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Unpaid fines worth $1 billion


Cite as: July 2014 88 (07) LIJ, p.12

The Sentencing Advisory Council (SAC) has called for tougher sanctions, including possible overseas travel restrictions on those with outstanding default warrants, to deal with the more than $400 million in unpaid fines in Victoria each year.

But its report, The Imposition and Enforcement of Court Fines and Infringement Penalties in Victoria, released in late May, also backed more payment and discharge options for disadvantaged people so the most vulnerable do not have to go to court.

These included halving penalty amounts for children, those on welfare benefits and those experiencing financial hardship. Courts would be required to take financial circumstances into account in determining the fines.

SAC chair Professor Arie Freiberg told the LIJ the report was governed by three key principles: fairness, compliance and credibility. Payment of fines was important for the system’s credibility – “if you are not paying you have not received a sanction,” he said.

But the perception of unfairness particularly undermined the system’s credibility.

LIV president Geoff Bowyer welcomed the report on this “difficult issue”, in particular the recommendations aimed at preventing repeated court appearances by the disadvantaged.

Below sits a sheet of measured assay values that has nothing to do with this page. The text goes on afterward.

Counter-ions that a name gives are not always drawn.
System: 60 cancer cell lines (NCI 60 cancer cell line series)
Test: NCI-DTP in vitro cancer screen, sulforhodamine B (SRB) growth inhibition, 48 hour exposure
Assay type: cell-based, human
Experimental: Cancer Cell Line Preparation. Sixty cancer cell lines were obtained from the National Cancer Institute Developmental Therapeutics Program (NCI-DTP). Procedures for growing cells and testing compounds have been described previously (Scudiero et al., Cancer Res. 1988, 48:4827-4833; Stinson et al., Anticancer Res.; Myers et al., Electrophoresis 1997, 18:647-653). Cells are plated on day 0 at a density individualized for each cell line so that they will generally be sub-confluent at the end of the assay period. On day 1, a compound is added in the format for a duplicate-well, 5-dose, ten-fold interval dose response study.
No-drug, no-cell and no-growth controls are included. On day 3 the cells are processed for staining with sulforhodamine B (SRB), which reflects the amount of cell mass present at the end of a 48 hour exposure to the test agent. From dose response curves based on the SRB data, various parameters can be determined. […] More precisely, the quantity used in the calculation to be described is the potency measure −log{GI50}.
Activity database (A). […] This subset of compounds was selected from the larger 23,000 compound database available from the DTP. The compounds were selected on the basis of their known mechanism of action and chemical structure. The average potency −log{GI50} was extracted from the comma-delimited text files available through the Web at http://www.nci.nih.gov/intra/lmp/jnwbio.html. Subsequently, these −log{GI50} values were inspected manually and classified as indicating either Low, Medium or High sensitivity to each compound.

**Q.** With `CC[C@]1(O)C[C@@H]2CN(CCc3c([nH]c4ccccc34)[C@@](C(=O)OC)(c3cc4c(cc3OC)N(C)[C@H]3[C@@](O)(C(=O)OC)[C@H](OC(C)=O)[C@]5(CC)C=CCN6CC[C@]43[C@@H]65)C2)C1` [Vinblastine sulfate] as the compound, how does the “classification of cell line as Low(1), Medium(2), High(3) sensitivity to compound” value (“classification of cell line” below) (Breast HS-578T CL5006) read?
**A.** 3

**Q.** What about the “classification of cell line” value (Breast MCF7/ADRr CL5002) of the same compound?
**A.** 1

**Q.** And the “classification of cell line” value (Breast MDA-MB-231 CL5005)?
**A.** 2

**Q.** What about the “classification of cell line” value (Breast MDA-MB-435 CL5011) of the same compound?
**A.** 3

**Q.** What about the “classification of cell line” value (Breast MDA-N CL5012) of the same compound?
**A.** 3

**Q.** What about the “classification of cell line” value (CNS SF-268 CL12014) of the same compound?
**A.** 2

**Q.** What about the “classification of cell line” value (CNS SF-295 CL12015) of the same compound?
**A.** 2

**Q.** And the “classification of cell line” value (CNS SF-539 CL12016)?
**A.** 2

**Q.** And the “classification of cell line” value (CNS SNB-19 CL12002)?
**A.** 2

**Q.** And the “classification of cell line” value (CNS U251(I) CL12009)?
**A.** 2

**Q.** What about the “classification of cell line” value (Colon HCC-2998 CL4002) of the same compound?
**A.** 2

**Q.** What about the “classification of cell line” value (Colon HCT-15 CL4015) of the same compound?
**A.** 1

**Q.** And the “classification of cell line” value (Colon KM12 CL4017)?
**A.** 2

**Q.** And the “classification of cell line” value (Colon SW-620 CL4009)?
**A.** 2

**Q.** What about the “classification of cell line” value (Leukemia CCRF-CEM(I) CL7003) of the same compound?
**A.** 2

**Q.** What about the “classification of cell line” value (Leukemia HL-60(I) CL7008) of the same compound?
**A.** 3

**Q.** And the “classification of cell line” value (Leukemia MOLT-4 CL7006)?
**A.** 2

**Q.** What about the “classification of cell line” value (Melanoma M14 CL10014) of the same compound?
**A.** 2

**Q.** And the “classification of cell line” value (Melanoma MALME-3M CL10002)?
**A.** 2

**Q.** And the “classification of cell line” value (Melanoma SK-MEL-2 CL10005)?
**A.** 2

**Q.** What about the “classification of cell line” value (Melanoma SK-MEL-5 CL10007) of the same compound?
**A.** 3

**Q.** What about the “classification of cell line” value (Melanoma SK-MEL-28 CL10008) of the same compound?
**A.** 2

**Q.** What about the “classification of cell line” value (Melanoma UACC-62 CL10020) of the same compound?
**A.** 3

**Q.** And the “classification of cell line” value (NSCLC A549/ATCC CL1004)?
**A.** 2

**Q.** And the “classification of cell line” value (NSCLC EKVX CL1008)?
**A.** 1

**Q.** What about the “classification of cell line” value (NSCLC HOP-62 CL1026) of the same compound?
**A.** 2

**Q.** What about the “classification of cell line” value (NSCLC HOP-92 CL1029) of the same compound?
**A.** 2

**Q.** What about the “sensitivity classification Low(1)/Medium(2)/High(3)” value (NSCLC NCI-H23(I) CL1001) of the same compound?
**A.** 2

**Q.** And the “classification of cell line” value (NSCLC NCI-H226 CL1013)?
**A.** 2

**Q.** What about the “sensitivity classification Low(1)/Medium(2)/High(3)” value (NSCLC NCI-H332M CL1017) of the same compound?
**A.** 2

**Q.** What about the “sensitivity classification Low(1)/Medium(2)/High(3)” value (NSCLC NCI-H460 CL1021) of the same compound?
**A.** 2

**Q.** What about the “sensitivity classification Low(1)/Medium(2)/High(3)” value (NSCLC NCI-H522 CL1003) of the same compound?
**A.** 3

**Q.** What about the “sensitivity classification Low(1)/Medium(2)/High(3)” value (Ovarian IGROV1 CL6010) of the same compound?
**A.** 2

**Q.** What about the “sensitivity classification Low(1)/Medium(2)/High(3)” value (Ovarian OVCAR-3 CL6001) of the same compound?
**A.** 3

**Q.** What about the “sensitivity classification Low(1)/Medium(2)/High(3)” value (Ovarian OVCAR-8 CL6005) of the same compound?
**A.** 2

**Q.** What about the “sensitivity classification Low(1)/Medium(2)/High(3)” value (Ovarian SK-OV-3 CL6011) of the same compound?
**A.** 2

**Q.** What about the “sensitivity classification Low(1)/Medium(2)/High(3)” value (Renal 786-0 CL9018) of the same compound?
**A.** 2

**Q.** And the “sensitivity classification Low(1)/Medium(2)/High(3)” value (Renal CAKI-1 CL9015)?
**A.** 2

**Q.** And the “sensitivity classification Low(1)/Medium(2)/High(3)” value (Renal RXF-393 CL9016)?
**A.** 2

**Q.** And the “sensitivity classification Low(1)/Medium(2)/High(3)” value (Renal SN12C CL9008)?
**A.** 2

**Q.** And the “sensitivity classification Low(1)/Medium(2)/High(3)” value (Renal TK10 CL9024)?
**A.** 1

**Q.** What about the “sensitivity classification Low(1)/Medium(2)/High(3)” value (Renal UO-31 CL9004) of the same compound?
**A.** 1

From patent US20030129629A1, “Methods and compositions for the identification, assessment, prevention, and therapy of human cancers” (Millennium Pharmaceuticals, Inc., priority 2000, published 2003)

“It is shortsighted to simply criminalise people who can’t pay fines,” he said. “At the same time, we accept that there are some who avoid their obligations to pay fines, such as some companies and people who wilfully refuse to pay.

“The courts need discretion to deal with people’s different circumstances when they are considering fine evasion,” he said.

The report said about 40 per cent of individuals and 36 per cent of companies receiving court fines fail to pay them. More than 700,000 of the infringement notices issued by agencies such as police and local governments remain unpaid each year. In 2012-13 6 million notices were issued.

Professor Freiberg estimated unpaid fines in Victoria alone were worth more than $1 billion –an eye-opener for some since the report’s publication.

The report categorised those receiving fines as those who shouldn’t pay because they had a valid defence, can’t pay e.g. because of hardship, and won’t pay. Its 49 recommendations advocated a harder line with this third category.

It proposed harmonising the enforcement of fines and infringement penalties with a single collection agency, as in other states. It supported sanctions including licence suspension, detaining and selling vehicles, seizing and selling personal property, attachment of earnings and debts and registration of a charge over and sale of real estate.

The SAC recommended making directors personally liable for payment of a corporation’s fines. Professor Freiberg said the “corporate veil” should not be used to avoid payment.


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